Dispatch One Hundred Sixty-Four

Posted: August 7, 2015 in Thirty-Seventh Bundle
Tags: , , ,

1 JOHN 5:9-13

If we receive human testimony, the testimony of God is greater; for this is the testimony of God that he has testified to his Son. 10 Those who believe in the Son of God have the testimony in their hearts. Those who do not believe in God have made him a liar by not believing in the testimony that God has given concerning his Son. 11 And this is the testimony: God gave us eternal life, and this life is in his Son. 12 Whoever has the Son has life; whoever does not have the Son of God does not have life.

13 I write these things to you who believe in the name of the Son of God, so that you may know that you have eternal life.

The wonderful universal message of Jesus is that “God gave us eternal life” – all of us, the whole world. There remains, however, the necessity for each of us to choose God’s gift and receive it for ourselves personally. For Christians, our reception of this gift is an act that goes by several names: believing in Jesus, following Jesus, abiding in Jesus, becoming as Jesus.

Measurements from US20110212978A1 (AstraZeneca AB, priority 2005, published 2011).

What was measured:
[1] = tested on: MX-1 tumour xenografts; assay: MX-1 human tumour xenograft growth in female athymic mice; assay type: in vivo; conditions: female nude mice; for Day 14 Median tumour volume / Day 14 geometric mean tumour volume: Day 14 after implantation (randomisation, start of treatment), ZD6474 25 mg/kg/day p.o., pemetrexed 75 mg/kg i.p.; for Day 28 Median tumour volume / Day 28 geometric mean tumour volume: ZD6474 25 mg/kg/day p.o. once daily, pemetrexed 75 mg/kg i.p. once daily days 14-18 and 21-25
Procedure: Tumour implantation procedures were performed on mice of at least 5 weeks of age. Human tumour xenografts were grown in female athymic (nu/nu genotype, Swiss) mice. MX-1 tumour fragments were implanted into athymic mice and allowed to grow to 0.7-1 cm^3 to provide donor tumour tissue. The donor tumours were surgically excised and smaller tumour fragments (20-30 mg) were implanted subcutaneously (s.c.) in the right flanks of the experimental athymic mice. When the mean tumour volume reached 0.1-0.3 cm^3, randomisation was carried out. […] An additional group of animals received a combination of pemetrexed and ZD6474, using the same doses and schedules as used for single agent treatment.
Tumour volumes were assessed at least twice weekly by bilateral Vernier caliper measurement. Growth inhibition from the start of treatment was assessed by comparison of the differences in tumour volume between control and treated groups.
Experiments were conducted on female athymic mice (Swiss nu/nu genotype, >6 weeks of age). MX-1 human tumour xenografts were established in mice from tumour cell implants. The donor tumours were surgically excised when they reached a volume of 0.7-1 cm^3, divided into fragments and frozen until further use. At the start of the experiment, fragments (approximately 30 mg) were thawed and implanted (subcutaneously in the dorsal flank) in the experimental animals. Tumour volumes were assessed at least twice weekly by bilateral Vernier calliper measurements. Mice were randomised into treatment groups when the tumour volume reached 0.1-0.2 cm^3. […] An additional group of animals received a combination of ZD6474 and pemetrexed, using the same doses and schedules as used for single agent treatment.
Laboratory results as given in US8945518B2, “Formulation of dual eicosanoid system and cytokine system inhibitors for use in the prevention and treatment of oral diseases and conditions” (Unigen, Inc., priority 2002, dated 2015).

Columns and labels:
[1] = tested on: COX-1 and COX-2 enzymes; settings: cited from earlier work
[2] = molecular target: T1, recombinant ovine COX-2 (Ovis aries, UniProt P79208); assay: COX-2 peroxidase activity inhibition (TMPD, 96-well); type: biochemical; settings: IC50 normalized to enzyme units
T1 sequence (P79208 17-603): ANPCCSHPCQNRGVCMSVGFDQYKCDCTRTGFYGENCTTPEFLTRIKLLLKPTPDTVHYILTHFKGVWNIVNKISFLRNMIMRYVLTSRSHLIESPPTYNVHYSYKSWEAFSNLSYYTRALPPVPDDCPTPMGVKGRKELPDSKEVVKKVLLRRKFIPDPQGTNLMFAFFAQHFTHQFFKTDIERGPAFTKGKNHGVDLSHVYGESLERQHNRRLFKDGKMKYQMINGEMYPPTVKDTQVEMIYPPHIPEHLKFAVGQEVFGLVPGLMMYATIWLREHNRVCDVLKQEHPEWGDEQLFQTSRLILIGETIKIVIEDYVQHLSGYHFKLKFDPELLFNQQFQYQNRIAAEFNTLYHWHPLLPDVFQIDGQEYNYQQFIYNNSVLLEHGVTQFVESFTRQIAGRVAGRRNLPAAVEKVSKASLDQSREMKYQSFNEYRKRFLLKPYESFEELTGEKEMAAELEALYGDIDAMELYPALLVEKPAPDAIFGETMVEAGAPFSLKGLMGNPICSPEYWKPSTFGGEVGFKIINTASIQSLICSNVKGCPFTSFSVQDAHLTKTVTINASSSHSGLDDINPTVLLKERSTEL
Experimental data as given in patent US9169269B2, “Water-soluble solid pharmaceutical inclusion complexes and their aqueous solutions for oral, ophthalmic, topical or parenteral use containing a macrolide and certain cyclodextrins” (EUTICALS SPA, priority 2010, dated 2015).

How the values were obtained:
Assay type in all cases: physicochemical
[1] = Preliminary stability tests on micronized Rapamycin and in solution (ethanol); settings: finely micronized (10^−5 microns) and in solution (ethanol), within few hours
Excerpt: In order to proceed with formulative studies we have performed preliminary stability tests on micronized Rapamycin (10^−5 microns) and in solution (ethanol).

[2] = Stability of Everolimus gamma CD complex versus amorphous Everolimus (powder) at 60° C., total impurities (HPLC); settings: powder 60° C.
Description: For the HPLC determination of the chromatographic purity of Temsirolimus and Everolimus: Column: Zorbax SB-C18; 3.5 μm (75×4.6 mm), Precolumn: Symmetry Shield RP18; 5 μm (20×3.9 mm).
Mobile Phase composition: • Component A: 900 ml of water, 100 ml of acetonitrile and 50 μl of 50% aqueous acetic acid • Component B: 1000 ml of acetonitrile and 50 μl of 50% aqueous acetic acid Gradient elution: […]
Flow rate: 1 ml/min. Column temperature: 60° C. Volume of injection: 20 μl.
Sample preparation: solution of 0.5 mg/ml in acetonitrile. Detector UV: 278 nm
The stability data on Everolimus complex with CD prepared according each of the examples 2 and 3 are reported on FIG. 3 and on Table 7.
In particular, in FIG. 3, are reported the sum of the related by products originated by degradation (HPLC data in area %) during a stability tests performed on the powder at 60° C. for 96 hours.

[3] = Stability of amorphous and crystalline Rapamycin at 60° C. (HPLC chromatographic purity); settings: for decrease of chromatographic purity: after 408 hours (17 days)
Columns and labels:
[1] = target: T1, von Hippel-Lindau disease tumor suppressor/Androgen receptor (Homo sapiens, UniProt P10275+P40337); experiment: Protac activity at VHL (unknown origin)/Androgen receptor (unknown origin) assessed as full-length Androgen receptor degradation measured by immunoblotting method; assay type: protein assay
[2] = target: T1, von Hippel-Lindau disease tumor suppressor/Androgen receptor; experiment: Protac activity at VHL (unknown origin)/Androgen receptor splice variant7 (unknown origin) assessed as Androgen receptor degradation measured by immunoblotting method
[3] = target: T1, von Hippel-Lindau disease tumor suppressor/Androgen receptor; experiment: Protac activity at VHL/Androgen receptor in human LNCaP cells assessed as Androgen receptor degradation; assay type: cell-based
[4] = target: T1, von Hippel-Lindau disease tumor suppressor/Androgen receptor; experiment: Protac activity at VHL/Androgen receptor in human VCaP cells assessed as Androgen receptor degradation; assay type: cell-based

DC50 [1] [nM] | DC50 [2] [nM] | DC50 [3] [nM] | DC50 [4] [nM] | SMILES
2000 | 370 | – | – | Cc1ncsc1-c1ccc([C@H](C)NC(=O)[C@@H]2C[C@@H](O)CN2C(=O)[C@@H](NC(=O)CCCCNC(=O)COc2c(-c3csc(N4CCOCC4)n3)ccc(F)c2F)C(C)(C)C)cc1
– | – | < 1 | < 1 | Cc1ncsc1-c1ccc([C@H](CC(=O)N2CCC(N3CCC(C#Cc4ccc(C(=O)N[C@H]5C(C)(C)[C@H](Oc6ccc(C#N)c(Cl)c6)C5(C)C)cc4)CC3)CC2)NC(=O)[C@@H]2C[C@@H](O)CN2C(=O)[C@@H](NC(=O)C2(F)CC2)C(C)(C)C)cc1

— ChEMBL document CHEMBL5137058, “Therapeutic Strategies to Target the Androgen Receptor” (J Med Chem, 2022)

The human extension toward God in self-transcending gratitude and surrender was incarnated in Jesus to such a degree that he became for us not merely one example but its definitive prototype. Therefore, “whoever does not have the Son does not have life,” which is to say that real life is found only as we willingly step into the mold of Jesus and conform our minds to the mind of Christ.

For the writer, anyone who really knows God will immediately recognize the presence and work of God in Jesus. It’s like a masterwork of some great artist. You can identify the telltale marks of a painter’s style and personality throughout the gallery, but in the masterpiece it is as if the canvas opens up to the artist’s soul and you encounter his or her “truth.”

In a similar way, the Christian belief is that Jesus (his life, his message, his example, his personality, his enduring presence) reveals to us the very heart of God, as God’s “masterpiece.” Anyone who is familiar with the works of, say, Rembrandt van Rijn will instantly recognize the man in his greatest work. So also will anyone familiar with the works of God, evident throughout the universe and in the evolutionary promise of our own species, see in the Son the inherited traits of the Father.


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